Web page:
We have now arrived at the final hurdle. We have an attorney, Ms. Brooks, who has been absolutely essential in getting us to this point. We’re lucky to have her, and we need her to clear that final hurdle. We’re getting close to the end. But we’re not there yet. Please consider a donation to CFE/CSE today.
This is about the future of the watershed. This is also about the future of Easton. Future generations are depending on us to make the right decision right now.
We have so far.
You can pay via PayPal using this link
Or mail a check payable to CFE/CSE, PO Box 151, Easton, CT 06612.
Without your support, this development would already have been a reality.
Your donation is tax deductible to the extent allowed by the law. Citizens for Easton is a registered 501 (c) (3) organization.
Thank you for your continued support.
The Board of Citizens For Easton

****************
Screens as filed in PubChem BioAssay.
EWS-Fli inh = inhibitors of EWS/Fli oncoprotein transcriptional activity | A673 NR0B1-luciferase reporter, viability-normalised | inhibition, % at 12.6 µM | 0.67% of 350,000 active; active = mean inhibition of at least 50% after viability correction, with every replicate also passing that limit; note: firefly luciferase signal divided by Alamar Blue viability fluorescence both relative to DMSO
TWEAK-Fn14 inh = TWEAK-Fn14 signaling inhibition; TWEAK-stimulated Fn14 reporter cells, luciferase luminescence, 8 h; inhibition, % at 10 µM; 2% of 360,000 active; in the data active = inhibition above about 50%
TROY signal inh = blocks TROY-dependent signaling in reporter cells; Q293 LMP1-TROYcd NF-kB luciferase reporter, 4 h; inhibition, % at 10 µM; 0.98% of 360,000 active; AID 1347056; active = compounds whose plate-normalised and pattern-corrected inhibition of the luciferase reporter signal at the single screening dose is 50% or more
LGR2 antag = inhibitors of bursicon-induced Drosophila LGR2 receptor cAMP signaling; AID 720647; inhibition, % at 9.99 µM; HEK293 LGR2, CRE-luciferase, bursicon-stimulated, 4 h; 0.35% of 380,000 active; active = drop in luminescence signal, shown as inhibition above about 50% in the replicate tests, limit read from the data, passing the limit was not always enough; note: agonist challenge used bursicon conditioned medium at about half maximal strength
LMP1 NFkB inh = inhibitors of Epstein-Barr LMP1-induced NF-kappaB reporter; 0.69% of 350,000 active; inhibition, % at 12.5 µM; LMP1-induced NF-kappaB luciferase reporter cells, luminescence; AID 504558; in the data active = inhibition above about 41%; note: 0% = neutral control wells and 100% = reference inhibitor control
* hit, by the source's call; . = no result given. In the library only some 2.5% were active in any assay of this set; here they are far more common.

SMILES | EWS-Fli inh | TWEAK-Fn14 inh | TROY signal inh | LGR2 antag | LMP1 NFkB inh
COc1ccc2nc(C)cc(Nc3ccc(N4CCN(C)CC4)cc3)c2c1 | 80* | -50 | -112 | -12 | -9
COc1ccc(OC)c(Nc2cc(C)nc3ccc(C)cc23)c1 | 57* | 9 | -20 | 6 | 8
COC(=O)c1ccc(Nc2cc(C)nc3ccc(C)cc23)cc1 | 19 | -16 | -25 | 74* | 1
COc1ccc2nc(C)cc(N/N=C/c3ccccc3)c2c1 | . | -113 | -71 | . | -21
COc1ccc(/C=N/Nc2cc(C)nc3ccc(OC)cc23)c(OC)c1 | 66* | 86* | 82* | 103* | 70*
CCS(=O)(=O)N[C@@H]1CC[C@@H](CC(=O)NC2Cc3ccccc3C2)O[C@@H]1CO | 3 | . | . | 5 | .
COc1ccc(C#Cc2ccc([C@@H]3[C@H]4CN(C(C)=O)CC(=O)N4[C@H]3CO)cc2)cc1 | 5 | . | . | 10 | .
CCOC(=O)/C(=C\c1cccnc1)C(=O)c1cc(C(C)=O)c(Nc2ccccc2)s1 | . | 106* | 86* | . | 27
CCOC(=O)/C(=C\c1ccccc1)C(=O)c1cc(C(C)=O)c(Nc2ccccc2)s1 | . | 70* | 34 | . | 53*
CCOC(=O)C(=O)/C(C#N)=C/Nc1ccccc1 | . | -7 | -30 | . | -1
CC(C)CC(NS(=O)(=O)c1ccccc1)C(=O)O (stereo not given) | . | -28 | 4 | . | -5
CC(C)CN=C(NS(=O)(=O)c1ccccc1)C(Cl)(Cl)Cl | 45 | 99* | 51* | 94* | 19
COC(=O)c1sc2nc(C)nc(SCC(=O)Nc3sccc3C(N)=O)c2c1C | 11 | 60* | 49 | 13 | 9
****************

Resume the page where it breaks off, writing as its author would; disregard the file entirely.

Easton Courier on August 29, 2015
To the Editor:
I believe that there are many reasons why the Town of Easton should not allow development on the South Park Avenue property.
First, it is our responsibility to preserve the quality of life that we value in Easton, principally our clean air and healthy environment. We love our farms, our walking trails and the natural areas (i.e. Trout Brook, the preserves and parks) that grace our community.
Preserving South Park Avenue means that we are helping to protect the open space that is so important to our health and our way of life. We are also protecting the land along the Mill River, which in turn helps protect against flooding.
I have read the figures in regard to tax benefits of Sacred Heart and Jewish Senior Services (formerly the Jewish Home for the Elderly) proposals. But, I would like to focus on the latter. I consider leaving the property as open space in the long run safeguards our tax rates!
First, the protected property would not require a change in the zoning laws, which, if passed could lead to a demand for other large developments.
Preserved open space will never produce the need for public services that (in the future) could increase our taxes.